Breast cancer rates have been steadily increasing among Asian-American women over the past 15 years, as the disease has seemed to stabilize in other racial groups, according to a study released this month. Researchers say it calls attention to the need to understand how different health problems can affect various Asian-American populations. Researchers examined breast cancer trends among women in the San Francisco Bay Area from seven different Asian-American groups from to Breast cancer rates among Japanese Americans seem to have leveled off, more closely resembling the patterns among non-Hispanic white women. Women of Filipino, Korean, and South Asian descent tend to be in more advanced stages of breast cancer by the time the disease is diagnosed, according to the study. She had inflammatory breast cancer that had travelled through her lymph nodes.
The Portrayal of Asian Women in the Media (Past vs Present)
Finding My Identity as a First Generation Asian American - UNA-USA
Asian American women may be at risk for developing osteoporosis porous bones , a disease that can be prevented and treated. Studies show that Asian Americans share many of the risk factors that apply to white women. As an Asian American woman, it is important that you understand what osteoporosis is and what steps you can take to prevent or treat it. Osteoporosis is a condition in which the bones become less dense and more likely to fracture break. If not prevented or if left untreated, bone loss can progress painlessly until a bone breaks, typically in the hip, spine, or wrist. A hip fracture can limit mobility and lead to a loss of independence, and vertebral fractures can result in a loss of height, stooped posture, and chronic pain.
What It's Like To Be An Asian American Woman In STEM Today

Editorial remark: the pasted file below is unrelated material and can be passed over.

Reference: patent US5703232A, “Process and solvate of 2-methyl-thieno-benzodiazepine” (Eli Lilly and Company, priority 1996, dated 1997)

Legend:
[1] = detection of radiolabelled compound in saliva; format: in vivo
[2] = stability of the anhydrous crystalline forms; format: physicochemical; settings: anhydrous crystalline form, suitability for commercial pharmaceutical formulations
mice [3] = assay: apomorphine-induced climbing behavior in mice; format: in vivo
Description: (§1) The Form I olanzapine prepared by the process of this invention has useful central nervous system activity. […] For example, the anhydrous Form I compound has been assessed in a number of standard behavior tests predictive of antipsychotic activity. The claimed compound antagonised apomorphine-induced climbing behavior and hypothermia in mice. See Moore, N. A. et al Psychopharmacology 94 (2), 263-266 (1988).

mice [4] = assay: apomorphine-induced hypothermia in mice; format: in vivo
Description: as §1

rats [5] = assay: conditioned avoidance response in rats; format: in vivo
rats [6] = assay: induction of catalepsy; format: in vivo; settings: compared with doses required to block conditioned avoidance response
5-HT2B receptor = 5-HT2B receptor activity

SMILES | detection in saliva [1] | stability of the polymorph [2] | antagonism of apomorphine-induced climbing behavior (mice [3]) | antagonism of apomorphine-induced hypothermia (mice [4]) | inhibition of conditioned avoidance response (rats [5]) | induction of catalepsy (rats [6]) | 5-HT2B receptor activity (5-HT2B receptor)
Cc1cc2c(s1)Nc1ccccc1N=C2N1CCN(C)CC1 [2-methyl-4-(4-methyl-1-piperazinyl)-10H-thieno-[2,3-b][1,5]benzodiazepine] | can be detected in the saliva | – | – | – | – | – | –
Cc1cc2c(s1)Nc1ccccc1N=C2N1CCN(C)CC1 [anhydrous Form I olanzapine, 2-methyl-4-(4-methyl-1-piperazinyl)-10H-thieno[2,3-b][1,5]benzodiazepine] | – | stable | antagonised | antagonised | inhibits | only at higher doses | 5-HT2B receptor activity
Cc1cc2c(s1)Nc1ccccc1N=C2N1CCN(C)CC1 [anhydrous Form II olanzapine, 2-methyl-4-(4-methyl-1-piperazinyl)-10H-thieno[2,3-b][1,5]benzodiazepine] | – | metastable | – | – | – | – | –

Asians Americans in science, tech, engineering, and math STEM fields are in a unique position: While Asian American workers are often overrepresented, women in the community are typically underrepresented in these industries. And sexist bias, coupled with the harmful "model minority" myth, can be enormously damaging. A survey of 3, Asian American STEM workers conducted by The Atlantic in found that they felt that they had to prove themselves more than their colleagues of other ethnicities, and women, in particular, felt heightened pressure to defy racial stereotypes and excel.
As an Asian American woman, I have struggled with my identity and place in society. Working in the engineering industry, I find myself surrounded mostly by men, especially white men in leadership positions, and while this situation has never stopped me from pursuing my career, it can be discouraging at times when I see the lack of diversity in leaders. Why are women and Asian Americans not rewarded and promoted at the same rate as our white counterparts? How do we change the status quo so diversity is not just a benchmark statistic but actually results in inclusion?